"When the licenses were passed out in the '30s and '40s and '50s, minorities were so economically repressed they weren't around," said Henry Geller, formerly the FCC's general counsel and now director of the Washington Center for Public Policy. "Now, when they knock on the doors, the licenses are all taken up."

It's not clear to what extent the tax benefit -- which must be granted by the FCC after the purchase is arranged -- has increased the percentage of minority ownership. But some critics wonder whether adding to the profits of Capital Cities and ABC is the most effective method of raising minority participation in the broadcast industry.

"The best way to promote minority ownership is through policies which promote diversity of ownership in initial licensing, a vigilant policy toward denying renewal of licenses for errant broadcasters and a sensitivity to racism in the broadcasting industry," said Andrew Schwartzman of the Media Access Project. "The FCC's tax policy is a less-efficient, second-best way to achieve those laudable objectives," he said.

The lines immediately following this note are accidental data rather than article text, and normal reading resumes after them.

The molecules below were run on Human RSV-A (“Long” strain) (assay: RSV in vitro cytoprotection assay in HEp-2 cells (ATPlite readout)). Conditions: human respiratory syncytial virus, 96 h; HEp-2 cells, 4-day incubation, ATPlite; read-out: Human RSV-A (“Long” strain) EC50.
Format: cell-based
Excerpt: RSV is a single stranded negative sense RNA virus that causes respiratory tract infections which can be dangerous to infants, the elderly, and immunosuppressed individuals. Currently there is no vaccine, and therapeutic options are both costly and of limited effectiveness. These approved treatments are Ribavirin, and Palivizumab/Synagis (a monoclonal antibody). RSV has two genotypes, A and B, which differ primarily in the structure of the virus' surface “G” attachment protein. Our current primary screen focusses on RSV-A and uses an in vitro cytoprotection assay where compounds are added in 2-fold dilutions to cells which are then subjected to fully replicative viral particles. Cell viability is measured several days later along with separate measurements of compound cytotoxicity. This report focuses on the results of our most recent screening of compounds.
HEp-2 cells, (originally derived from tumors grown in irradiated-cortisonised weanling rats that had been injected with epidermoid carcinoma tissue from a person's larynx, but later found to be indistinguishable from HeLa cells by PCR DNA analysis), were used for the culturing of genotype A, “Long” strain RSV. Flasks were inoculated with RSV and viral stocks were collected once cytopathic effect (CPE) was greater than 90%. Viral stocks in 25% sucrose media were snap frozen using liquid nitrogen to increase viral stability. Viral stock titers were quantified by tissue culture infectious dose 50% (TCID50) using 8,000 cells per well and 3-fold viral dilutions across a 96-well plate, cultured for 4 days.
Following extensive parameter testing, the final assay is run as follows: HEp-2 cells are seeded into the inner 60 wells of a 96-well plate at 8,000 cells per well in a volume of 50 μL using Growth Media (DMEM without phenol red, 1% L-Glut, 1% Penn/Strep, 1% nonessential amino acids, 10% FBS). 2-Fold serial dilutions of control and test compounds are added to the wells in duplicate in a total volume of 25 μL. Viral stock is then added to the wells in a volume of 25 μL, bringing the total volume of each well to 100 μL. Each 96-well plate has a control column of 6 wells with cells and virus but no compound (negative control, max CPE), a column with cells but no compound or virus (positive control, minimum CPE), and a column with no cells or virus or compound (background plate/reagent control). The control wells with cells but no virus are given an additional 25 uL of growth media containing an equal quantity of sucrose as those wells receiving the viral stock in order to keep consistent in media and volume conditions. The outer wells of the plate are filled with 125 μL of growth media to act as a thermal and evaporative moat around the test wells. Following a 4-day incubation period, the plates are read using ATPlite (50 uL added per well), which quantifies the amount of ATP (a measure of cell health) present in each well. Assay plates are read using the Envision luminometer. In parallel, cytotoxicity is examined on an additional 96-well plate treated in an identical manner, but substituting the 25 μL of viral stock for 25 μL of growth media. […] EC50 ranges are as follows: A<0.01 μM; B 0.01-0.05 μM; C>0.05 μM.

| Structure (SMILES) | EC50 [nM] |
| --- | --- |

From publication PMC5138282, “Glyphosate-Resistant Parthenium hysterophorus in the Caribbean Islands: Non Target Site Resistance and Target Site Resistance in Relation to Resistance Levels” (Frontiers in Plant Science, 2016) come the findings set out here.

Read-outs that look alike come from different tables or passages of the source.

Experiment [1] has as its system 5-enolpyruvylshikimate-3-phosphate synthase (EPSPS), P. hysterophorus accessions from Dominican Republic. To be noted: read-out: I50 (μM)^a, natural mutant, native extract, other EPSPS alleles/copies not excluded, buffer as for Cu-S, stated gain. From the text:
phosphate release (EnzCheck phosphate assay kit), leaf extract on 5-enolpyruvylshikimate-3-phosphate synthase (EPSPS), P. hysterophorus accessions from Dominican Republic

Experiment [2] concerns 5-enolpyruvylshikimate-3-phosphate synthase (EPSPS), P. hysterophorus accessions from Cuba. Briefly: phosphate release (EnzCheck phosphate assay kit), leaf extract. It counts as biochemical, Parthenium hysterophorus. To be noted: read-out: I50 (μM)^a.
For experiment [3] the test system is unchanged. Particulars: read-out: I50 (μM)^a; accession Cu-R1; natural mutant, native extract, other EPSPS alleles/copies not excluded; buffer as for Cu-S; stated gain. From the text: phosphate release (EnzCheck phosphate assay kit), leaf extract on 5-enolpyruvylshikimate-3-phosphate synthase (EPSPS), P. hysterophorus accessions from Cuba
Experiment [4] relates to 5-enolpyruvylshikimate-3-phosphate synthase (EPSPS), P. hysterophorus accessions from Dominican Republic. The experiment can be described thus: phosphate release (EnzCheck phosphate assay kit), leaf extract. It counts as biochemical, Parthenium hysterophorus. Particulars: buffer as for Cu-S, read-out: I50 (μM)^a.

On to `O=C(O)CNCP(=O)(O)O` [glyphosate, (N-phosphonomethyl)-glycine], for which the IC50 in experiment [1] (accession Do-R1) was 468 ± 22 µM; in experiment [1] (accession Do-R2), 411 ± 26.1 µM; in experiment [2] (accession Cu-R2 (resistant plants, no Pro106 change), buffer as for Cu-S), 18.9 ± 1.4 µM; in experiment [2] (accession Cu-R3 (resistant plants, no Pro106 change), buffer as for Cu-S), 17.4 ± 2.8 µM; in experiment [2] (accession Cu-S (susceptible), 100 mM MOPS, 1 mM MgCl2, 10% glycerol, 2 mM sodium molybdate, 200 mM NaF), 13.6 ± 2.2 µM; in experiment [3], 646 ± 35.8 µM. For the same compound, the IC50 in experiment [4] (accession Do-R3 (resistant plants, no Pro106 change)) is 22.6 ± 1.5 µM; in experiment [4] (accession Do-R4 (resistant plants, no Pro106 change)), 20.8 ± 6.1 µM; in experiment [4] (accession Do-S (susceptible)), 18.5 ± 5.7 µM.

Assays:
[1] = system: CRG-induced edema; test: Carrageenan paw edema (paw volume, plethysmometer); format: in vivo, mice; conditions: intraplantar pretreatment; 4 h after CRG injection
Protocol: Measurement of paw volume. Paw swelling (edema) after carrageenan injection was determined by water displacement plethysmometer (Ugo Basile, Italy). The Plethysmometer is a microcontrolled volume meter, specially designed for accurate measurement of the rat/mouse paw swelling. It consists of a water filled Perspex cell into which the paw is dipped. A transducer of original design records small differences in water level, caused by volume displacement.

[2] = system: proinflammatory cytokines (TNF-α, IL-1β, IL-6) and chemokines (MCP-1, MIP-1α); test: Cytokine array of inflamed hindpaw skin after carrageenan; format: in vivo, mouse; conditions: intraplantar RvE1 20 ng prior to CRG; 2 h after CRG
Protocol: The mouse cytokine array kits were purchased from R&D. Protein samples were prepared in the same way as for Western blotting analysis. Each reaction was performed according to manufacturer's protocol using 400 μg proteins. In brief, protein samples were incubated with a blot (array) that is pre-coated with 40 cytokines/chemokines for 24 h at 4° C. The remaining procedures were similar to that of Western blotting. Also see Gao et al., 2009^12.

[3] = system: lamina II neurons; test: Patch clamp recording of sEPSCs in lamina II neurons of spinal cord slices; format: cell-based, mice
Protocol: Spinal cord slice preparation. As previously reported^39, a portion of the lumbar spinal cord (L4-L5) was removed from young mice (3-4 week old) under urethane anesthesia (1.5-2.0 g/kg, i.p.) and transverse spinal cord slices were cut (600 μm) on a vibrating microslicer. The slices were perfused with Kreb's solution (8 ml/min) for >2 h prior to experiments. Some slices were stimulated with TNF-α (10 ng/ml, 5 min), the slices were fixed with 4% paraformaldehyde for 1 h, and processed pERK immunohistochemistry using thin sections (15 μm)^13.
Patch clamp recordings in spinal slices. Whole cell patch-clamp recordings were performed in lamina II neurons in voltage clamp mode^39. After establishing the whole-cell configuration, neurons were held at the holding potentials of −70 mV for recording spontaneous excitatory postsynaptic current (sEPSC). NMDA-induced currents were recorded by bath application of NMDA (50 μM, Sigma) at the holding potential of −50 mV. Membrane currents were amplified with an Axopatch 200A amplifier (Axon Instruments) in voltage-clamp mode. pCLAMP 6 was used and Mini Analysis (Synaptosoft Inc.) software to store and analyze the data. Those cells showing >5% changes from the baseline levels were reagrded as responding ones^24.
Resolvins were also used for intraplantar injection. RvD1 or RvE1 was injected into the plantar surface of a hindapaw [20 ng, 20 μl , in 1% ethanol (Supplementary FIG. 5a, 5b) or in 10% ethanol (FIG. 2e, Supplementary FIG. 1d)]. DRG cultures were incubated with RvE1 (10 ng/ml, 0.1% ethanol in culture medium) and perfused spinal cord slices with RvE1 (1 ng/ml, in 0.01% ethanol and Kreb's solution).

Dan Brenner, senior adviser to the FCC's Fowler, said the tax program, if carried to an extreme, can lead to problems of "constitutional fairness." Although Fowler does not oppose the tax break, he prefers such measures as encouraging banks and other financing sources to lend to minorities who have experience in broadcasting, Brenner said.

"We're trying to do what we can without rendering . . . a constitutional disaster," Brenner said.

The dilemma covers more than just the tax break and raises philosophical questions of how to balance improving minority representation with other priorities.

Communications lawyer Eric Bernthal described a court case in a small, western Michigan town where three local white residents applied for a license to run a new radio station. They were competing against a black woman from another area who, Bernthal said, had no plan to offer diverse programming but merely asked for the license based on preferences for minorities. She won, after numerous court battles.